A healthy sexual relationship is different for every couple because every individual has differing sexual needs. While the activities involved in each sexual relationship can vary widely, in general, “healthy” sex should encompass the following:
This is one of the most frequently asked questions, and there is no true answer, because everyone is different. In sexology, we don’t talk about what is “normal” because who defines that? What might be normal to one person, might not feel right for another. Instead, we refer to healthy sex. If you are happy with your sex life, not harming yourself or others, and satisfied with the amount of sex you’re having, then you have a healthy sex life. Research indicates that the average statistic for sex is between once and twice a week, but this is variable for couples and singles, life stages and lifestyles. A lot of men (60%) and women (70%) say they would prefer more sex, though!
This has to be one of the most common questions about sex. And while more men than women ask it, both are curious about the scientific answer to this question. Based on sexual physiological knowledge, the answer is no, size does not matter. Whether engaging in anal or vaginal penetration, a finger can be just as pleasurable as a penis. When it comes to anal penetration, often a finger is more pleasurable because of the dexterity a finger can provide, especially for a man that likes a stimulating prostate massage. Many women will also say that a finger is better able to tickle her fancy vaginally, especially for those women who feel they have a G-spot. The most sexually stimulating spot on a woman is her clitoris – the glans has over 8000 nerve endings alone! There is also a network of sensitive nerve endings in the outer one third of the vagina, but hardly any in the inner two-thirds. length of the penis doesn’t matter physically, and girth, while it can feel pleasant for many women, feels good because the vagina will wrap snugly around the width of what ever is put in it: a finger, tampon, toy or penis of any girth. The pleasure comes from the penetration and technique, not the size. It really is about the motion of the ocean, not the size of the wave. However, for those that do say size matters, this is, like with anything in sex, a personal preference, not a biological fact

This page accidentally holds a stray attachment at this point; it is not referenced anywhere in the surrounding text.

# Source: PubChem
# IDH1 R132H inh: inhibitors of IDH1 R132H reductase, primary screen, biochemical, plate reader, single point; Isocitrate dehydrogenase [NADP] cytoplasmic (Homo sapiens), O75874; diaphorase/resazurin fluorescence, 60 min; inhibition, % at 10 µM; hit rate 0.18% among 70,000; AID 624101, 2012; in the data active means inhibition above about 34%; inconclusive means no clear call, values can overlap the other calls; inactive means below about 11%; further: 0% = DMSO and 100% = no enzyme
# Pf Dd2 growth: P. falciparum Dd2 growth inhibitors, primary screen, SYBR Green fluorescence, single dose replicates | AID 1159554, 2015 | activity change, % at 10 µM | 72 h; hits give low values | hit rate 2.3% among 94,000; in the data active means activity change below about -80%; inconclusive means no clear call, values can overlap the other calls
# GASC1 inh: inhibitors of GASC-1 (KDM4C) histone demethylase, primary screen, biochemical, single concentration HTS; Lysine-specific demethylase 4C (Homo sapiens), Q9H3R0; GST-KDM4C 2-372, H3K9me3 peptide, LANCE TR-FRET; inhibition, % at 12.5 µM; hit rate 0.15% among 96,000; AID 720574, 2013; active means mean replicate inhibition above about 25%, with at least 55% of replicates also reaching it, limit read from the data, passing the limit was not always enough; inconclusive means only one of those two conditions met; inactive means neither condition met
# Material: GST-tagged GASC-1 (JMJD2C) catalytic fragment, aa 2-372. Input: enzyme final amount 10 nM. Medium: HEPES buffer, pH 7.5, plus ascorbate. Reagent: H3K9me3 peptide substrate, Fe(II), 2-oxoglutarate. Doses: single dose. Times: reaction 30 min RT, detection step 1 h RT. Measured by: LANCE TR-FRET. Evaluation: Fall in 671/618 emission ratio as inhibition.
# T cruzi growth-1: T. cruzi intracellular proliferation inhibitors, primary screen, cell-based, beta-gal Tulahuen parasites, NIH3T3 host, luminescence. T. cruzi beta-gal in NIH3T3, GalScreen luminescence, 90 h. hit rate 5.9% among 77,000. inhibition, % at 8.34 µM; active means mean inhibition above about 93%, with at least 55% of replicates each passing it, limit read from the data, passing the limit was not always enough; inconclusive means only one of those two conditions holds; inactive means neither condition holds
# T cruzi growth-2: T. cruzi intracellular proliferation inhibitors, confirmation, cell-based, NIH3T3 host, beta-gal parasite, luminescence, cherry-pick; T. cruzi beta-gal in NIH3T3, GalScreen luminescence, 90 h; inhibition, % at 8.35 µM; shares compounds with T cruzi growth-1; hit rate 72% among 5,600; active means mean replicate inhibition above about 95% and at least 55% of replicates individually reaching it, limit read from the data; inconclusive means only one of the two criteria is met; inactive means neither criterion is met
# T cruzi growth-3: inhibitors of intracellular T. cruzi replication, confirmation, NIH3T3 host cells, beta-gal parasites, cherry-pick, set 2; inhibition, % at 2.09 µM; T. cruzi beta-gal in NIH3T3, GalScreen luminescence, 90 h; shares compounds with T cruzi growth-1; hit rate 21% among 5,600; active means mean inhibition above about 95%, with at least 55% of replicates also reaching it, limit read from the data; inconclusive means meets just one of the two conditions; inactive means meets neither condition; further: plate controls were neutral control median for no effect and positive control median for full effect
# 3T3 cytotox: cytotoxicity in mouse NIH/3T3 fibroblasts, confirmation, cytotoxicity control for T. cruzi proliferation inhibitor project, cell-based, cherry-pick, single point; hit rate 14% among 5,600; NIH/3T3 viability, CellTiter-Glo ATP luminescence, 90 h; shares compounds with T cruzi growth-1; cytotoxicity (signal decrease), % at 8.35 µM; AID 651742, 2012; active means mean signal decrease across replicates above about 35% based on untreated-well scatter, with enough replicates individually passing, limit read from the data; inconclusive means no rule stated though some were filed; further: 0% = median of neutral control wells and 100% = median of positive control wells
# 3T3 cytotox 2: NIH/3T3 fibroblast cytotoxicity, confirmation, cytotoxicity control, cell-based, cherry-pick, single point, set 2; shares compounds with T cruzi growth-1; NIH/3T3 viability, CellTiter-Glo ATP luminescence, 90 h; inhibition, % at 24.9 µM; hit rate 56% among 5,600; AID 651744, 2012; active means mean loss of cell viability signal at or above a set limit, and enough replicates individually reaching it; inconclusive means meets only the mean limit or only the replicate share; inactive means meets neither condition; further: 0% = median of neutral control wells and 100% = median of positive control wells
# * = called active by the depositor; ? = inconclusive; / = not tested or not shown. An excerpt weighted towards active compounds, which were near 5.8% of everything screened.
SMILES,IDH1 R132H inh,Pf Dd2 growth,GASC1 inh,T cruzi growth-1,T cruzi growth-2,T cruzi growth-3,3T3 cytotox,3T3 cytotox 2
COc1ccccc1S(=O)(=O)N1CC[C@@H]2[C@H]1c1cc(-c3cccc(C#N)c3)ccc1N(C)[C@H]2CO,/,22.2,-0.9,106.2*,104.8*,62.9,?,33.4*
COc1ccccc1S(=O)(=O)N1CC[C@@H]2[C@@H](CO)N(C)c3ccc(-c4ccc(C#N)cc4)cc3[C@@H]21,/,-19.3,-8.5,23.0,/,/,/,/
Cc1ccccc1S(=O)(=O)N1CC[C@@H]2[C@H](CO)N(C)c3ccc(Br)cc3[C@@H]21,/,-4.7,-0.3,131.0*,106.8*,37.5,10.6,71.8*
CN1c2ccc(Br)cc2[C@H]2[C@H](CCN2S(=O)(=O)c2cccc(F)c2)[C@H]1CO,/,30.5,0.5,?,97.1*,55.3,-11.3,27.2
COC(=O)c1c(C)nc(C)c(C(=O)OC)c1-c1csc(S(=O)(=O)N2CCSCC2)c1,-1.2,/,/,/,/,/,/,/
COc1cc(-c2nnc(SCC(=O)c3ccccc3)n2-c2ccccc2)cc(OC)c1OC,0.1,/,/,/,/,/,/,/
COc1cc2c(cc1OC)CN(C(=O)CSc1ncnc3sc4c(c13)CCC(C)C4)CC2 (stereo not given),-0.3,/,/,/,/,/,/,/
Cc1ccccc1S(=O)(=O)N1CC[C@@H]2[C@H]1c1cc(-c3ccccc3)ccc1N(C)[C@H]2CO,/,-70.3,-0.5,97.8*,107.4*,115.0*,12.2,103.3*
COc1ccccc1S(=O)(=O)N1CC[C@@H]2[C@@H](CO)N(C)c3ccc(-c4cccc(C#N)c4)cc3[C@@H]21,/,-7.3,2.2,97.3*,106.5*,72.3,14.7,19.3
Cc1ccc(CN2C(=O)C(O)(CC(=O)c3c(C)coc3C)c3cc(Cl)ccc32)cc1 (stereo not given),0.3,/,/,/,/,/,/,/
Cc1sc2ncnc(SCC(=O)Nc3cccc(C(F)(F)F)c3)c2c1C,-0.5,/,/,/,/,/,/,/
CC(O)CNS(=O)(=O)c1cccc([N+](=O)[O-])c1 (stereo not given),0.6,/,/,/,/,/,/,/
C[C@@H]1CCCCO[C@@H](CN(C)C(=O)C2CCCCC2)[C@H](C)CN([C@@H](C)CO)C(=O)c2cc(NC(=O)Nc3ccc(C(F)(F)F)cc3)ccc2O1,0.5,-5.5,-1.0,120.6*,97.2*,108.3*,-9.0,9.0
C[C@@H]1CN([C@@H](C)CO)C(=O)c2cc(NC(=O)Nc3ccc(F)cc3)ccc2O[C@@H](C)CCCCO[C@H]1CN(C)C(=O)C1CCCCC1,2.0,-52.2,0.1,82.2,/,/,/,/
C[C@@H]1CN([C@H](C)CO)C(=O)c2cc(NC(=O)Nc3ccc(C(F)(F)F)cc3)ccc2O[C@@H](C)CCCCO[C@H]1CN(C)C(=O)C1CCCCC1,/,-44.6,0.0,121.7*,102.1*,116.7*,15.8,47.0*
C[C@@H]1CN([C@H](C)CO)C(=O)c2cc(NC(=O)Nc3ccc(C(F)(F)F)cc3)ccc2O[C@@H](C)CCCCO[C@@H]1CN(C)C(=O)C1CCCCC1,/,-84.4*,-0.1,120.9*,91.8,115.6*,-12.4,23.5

The inability to have an orgasm is more common among women than men, although at anytime during life, both men and women can experience anorgasmia (inability to have an orgasm). The first step to finding a cure, is to determine the cause of the problem. It could be physical, psychological or lifestyle. There might be a medical treatment, or side effect of a medication (such as an anti-depressant) that could be contributing to your inability to orgasm; there may be a lack of education or understanding about your sexual stimulation and response, anxiety, stress, relationship difficulty, or perhaps fear of intimacy. There are many causes, and each requires a specifically tailored solution for each individual or couple.
In old age it is essential for both the partners to accept the fact that the problem exists for which both have to share equal responsibility. Sometimes the same atmosphere, the same manner, the same place, increases boredom with sex; to overcome it one should try on experimenting new sexual approaches such as change of environment, reading or watching sexual materials like books, pictures, movies etc. Loss of communication and understanding between the two partners can lead to sexual boredom, hence it is important for both of them to talk to each other.